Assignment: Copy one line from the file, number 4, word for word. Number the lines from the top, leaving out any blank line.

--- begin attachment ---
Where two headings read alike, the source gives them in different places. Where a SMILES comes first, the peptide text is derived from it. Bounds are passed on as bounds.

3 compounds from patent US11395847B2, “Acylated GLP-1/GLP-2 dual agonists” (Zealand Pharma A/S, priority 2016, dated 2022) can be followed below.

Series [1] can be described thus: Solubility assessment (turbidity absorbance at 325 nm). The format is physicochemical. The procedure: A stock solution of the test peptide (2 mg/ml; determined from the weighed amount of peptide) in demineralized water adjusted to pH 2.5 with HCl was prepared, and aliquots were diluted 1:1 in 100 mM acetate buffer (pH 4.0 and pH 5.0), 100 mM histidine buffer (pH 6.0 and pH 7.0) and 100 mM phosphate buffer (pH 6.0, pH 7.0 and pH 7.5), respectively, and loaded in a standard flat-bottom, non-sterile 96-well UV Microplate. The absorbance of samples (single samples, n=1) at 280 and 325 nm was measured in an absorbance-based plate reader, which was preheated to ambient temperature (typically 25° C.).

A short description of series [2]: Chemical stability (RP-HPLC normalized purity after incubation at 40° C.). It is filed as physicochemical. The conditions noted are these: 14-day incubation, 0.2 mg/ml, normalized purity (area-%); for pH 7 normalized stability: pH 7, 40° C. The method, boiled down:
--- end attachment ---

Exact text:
A short description of series [2]: Chemical stability (RP-HPLC normalized purity after incubation at 40° C.). It is filed as physicochemical. The conditions noted are these: 14-day incubation, 0.2 mg/ml, normalized purity (area-%); for pH 7 normalized stability: pH 7, 40° C. The method, boiled down: